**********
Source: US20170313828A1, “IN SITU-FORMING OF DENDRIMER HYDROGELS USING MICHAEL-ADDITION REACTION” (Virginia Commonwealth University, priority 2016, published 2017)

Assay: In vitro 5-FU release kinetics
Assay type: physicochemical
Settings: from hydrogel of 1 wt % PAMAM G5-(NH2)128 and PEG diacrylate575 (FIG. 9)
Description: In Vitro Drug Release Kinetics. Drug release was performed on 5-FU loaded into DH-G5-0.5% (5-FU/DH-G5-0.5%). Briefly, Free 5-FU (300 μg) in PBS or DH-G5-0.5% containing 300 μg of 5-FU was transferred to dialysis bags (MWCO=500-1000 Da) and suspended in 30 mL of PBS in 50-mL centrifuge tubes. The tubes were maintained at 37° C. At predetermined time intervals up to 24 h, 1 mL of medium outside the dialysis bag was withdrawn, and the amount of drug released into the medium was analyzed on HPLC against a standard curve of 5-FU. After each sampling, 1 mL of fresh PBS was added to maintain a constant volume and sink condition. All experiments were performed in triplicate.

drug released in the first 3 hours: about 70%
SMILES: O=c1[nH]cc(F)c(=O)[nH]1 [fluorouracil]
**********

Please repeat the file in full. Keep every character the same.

Source: US20170313828A1, “IN SITU-FORMING OF DENDRIMER HYDROGELS USING MICHAEL-ADDITION REACTION” (Virginia Commonwealth University, priority 2016, published 2017)

Assay: In vitro 5-FU release kinetics
Assay type: physicochemical
Settings: from hydrogel of 1 wt % PAMAM G5-(NH2)128 and PEG diacrylate575 (FIG. 9)
Description: In Vitro Drug Release Kinetics. Drug release was performed on 5-FU loaded into DH-G5-0.5% (5-FU/DH-G5-0.5%). Briefly, Free 5-FU (300 μg) in PBS or DH-G5-0.5% containing 300 μg of 5-FU was transferred to dialysis bags (MWCO=500-1000 Da) and suspended in 30 mL of PBS in 50-mL centrifuge tubes. The tubes were maintained at 37° C. At predetermined time intervals up to 24 h, 1 mL of medium outside the dialysis bag was withdrawn, and the amount of drug released into the medium was analyzed on HPLC against a standard curve of 5-FU. After each sampling, 1 mL of fresh PBS was added to maintain a constant volume and sink condition. All experiments were performed in triplicate.

drug released in the first 3 hours: about 70%
SMILES: O=c1[nH]cc(F)c(=O)[nH]1 [fluorouracil]